Feminist Craft - Susan Harper
It is the afternoon of the Spring Equinox, a damp and fresh March day in 1995. I have been invited to an Ostara celebration at the home of one of the staff at my residence hall at the University of North Texas, along with another of my friends. We’re both relatively new to practicing Wicca, inspired by our readings of Starhawk and Scott Cunningham. We arrive at the cute little bungalow on a side street in our college town and, with some trepidation, knock on the front door. We are greeted by a group of women, most of them in the 30s and 40s, wearing bright tie dye, silver jewelry, and no shoes. We place our potluck contributions on the table in the tiny kitchen, then join the women in the dining room, where we are going to make masks of our faces with gauze strips covered in plaster. Nearby an array of paints, beads, rhinestones, feathers, and other fancy bits are laid out on a table covered in newspaper.
A woman I’ve never met before helps me coat my hairline with petroleum jelly, then begins gently smoothing the wet plaster strips over my face. I can’t talk, because I have to keep my face still under the layers of mask as they’re built. And so I listen. I listen to the laughter of the dozen or so women in the kitchen, in the living room setting up the altar. The sound is musical, magickal, and comforting all at the same time.
Our masks set, we leave them on the table to dry -- each of them recognizable, unique, beautiful. We head to the living room, where the window is full of plants, the furniture has been pushed back a bit, and the coffee table has been transformed into an altar. I see all the Wiccan tools -- athame and wand, chalice and bell -- along with flowers and Goddess figures that I recognize from my recent art history class as “neolithic.”
The priestess at the center creates the circle in the manner I’ve seen in Wiccan circles. We call the cardinal directions -- North, East, South, and West -- and the elements. The priestess invokes the Goddess, in her forms of Demeter, Perspehone, Kore. I take a deep breath and wait for her to invoke the God, as we do in the Wiccan circles I’ve been to.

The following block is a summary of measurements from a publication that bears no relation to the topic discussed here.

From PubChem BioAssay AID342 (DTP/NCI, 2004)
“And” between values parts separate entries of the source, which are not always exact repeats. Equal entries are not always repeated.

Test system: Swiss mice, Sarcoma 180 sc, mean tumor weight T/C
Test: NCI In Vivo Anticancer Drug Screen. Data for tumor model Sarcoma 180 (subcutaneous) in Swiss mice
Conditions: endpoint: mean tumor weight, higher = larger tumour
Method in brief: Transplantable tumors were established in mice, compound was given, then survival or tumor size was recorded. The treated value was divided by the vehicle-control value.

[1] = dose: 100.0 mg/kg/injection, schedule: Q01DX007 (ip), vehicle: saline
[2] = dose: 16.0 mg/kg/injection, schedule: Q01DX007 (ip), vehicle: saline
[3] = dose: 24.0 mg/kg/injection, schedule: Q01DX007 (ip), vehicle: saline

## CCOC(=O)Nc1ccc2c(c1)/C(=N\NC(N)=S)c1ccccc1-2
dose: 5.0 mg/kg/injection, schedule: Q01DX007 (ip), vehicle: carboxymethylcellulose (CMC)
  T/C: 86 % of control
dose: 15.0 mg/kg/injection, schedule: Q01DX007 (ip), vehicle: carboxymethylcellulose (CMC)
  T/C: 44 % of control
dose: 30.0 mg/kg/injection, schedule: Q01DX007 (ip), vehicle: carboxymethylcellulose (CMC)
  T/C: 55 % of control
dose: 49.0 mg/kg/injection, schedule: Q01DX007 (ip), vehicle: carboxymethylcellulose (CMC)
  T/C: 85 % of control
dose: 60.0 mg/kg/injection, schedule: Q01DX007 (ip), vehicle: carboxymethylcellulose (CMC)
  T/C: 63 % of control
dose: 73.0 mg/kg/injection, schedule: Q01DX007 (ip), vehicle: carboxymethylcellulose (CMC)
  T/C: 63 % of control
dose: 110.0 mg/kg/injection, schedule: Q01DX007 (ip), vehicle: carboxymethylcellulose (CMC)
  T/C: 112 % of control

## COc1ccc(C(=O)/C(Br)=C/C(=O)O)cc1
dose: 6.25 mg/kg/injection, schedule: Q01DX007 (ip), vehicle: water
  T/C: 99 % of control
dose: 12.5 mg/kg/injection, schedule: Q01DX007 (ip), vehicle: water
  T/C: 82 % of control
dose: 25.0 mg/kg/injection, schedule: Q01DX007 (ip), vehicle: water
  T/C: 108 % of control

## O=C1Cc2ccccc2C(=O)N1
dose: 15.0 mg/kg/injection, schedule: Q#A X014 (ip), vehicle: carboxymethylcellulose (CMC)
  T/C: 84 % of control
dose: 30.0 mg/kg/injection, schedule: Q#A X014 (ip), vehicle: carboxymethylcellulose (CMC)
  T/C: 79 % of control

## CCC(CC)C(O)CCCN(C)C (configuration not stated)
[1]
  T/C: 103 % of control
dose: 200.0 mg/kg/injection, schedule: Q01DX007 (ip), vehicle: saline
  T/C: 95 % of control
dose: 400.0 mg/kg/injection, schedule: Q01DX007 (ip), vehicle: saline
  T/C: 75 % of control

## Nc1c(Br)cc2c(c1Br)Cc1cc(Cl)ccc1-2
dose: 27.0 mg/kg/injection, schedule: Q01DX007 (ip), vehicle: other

She doesn’t. I feel my friend look at me with a question in her eyes. I raise my eyebrows and shake my head, equally confused. But as the priestess begins to speak, to tell the story of Demeter and Kore, of the Spring return, I find myself entranced. She leads us on a meditation where we see ourselves as the Kore, returning from our season in the underworld, where we have gone to heal and let go. She talks about the power of women, the power of the Goddess, the power of woman as Goddess. About finding and claiming our own power, rather than drawing power from something outside us.
And it occurs to me, that this is how it should be. That this is what I was looking for when I started reading about witchcraft. That this is where I need to be. That this is what magick feels like.
I leave that celebration, many hours later, transformed.
I was 19 years old.
And over 25 years later, I can say that my life has never been the same since that moment. That moment when I waited for the masculine form of God to be invoked, and that moment when I realized that my magick was complete without it. That moment when I looked around that living room and I saw the Goddess in the women around me, and they saw the Goddess in me.
I create this book in honor of those women, and in honor of the woman I was then and am becoming, and in honor of all the witches who have helped me grow in my magick, in my politics, and in my understanding these are not separate things.
To Be Continued...
0 comments on this articleThis thread has been closed from taking new comments.